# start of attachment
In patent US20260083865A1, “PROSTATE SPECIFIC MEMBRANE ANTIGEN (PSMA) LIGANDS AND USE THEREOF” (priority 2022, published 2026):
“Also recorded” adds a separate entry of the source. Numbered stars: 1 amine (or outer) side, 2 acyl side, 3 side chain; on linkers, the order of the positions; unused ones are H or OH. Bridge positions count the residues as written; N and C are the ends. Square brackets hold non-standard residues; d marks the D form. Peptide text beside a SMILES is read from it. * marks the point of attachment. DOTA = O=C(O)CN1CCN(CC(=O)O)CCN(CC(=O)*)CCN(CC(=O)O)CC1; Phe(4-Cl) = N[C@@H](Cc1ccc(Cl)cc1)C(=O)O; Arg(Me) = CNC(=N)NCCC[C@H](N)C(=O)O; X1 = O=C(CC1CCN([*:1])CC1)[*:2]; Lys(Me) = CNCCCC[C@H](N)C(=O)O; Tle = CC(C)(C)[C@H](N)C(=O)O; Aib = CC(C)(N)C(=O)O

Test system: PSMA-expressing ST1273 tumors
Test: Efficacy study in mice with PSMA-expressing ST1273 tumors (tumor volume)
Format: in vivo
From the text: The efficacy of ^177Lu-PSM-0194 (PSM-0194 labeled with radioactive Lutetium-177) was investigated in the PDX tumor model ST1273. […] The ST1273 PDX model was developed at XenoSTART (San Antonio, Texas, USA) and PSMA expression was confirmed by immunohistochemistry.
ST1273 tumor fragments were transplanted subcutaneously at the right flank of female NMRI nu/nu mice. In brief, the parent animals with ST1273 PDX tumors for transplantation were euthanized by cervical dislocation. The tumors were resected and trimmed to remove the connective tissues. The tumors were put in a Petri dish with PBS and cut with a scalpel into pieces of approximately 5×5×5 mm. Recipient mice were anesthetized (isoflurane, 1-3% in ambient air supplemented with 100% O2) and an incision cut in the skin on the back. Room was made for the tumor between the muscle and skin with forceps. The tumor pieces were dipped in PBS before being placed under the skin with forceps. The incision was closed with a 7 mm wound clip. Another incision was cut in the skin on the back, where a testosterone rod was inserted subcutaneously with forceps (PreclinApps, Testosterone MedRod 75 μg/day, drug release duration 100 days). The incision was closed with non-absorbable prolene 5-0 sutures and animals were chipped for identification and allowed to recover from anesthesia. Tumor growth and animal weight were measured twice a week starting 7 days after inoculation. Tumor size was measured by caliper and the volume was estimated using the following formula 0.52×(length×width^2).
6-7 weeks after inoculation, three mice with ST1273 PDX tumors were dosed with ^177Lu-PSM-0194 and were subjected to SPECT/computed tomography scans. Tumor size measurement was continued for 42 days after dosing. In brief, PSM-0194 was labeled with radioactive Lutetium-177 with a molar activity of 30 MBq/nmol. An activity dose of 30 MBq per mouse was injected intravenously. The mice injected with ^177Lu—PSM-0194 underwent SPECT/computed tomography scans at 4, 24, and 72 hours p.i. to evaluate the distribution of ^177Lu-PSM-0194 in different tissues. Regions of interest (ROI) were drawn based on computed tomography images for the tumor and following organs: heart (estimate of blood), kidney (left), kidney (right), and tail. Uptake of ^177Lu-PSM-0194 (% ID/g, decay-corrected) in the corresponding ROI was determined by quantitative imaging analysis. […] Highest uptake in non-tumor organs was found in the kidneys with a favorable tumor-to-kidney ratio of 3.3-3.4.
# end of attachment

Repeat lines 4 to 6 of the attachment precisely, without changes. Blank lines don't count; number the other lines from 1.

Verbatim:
Test: Efficacy study in mice with PSMA-expressing ST1273 tumors (tumor volume)
Format: in vivo
From the text: The efficacy of ^177Lu-PSM-0194 (PSM-0194 labeled with radioactive Lutetium-177) was investigated in the PDX tumor model ST1273. […] The ST1273 PDX model was developed at XenoSTART (San Antonio, Texas, USA) and PSMA expression was confirmed by immunohistochemistry.